The Omicron COVID-19 variant is barreling through the British public as the U.K. government rushes out new restrictions and a booster jab push, risking a public backlash as the holiday season arrives.
Cases of the new variant have doubled every three days in the U.K., with 817 cases of Omicron detected yesterday—although experts warn that this figure likely underestimates how many of the 50,000 people in the U.K. who tested positive for COVID Thursday have the new strain.
Britain’s Health Security Agency warned that if growth rates continue on the same trajectory, “we expect to see at least 50% of COVID-19 cases to be caused by the Omicron variant in the next two to four weeks.” The health agency said the new variant, first detected in South Africa, “suggests that Omicron is displaying a significant growth advantage over Delta.”
Preliminary estimates suggest that Omicron has an R number—which measures how many people an infected person will pass the virus on to—of between 3 and 3.5, which is roughly on par with how fast the coronavirus spread when it went global in early 2020, before the public had vaccine protection. In South Africa, where Omicron is still mostly concentrated, cases of the variant have surged by 255% in the past seven days.
Some experts warn the new variant could soon spread even faster, with epidemiologist John Edmunds predicting Omicron cases in the U.K. may exceed 60,000 a day by Christmas.
The Omicron variant has now been reported in 50 countries and 19 U.S. states, Dr. Rochelle Walensky, the director of the Centers for Disease Control and Prevention, said at a White House press briefing.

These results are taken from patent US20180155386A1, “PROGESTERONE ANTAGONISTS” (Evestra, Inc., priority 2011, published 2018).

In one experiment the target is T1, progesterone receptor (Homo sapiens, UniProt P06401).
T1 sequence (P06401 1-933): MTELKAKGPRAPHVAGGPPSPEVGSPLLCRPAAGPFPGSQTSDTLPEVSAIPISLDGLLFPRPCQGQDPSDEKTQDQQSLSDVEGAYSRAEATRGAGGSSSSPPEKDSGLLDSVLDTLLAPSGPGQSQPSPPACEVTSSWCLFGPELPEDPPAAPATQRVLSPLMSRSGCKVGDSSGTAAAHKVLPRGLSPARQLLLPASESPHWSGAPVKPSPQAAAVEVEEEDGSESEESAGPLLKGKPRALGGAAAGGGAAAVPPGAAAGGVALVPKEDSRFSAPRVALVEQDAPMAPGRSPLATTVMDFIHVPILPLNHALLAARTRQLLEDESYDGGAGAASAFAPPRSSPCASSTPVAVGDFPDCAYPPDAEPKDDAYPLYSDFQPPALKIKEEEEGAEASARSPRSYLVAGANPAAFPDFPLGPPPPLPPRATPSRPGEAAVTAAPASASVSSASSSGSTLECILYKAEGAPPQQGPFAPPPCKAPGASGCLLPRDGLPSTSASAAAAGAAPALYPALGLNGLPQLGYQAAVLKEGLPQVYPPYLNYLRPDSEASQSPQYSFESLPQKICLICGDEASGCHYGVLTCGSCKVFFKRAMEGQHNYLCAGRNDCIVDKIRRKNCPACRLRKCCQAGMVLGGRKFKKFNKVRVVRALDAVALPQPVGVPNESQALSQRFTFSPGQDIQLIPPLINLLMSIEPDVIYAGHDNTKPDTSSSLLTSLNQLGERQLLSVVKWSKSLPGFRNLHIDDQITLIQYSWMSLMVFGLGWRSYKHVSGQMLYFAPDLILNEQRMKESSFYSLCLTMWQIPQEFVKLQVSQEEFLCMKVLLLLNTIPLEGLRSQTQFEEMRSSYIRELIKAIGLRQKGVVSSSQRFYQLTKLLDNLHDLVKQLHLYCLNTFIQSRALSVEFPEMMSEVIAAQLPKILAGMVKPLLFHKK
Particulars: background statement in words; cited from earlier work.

Across Europe, the numbers are far lower than in the U.K. Denmark has detected the highest number of cases, with 83 people contracting the new variant, while Portugal, the Netherlands, and France follow with around 30 detected cases. All cases where there was available information on severity were either asymptomatic or mild, in line with mounting evidence, both anecdotal and scientific, that the new variant often causes less severe illness.
Another holiday lockdown?
The U.K., which had some of the most relaxed COVID-19 restrictions in Europe, adopted its “plan B” strategy Wednesday in response to Omicron, reintroducing work from home and mask mandates and asking people to flash vaccine passports for entry into some venues. The City of London has also begun to close shop for the holidays, with HSBC, J.P. Morgan, and Deutsche Bank telling its London staff to stay at home.
“I think we are looking at a horrible winter,” Peter English, a retired consultant in communicable disease control, told the New York Times in reference to the exponential spread of Omicron.
Many in London are experiencing a sense of déjà vu, after an expected relaxation of COVID-19 restrictions last December was canceled, making many planned Christmas gatherings illegal. Professor Neil Greenberg at King’s College London warned of the mental health impact of the new “plan B,” saying the new measures themselves are not overly restrictive, but that “many people are likely to fear the uncertainty of the future now more than ever.”
“There have now been multiple new measures introduced in quick succession, and the message this gives is that it is more likely than not that even more restrictive measures will be introduced in the very near future,” Greenberg noted.
The broad spread in the U.K. comes at a pivotal moment in the fight against the pandemic, both in Britain and internationally, as populations have begun to rebel against new restrictions and vaccine mandates in Belgium, the Netherlands, Germany, and farther afield.
Professor Francois Balloux of London’s UCL Genetics Institute said on Twitter that if Omicron turns out to be less dangerous than previous variants, the institution of new restrictions risks causing a “major backlash against authorities, which might make it more difficult to decisively respond to potential future threats.”
“The Omicron wave, (and its response to it) feels like the ultimate lose-lose-lose situation,” he wrote.
Never miss a story: Follow your favorite topics and authors to get a personalized email with the journalism that matters most to you.